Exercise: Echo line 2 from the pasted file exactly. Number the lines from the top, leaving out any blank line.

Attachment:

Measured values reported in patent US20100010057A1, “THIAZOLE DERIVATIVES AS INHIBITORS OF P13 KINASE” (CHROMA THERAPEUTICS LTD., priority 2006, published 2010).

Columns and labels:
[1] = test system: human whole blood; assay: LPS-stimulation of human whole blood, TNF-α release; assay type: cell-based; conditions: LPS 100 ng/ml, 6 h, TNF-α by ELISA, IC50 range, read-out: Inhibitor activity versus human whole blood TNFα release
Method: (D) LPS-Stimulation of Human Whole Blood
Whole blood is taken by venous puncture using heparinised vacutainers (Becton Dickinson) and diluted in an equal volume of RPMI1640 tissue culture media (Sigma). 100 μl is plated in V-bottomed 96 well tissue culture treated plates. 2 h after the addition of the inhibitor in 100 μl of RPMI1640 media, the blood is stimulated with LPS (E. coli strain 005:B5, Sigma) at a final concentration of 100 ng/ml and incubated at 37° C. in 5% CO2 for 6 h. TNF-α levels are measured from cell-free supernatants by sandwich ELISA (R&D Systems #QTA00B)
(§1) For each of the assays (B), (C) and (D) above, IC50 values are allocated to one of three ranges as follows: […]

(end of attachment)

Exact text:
Columns and labels: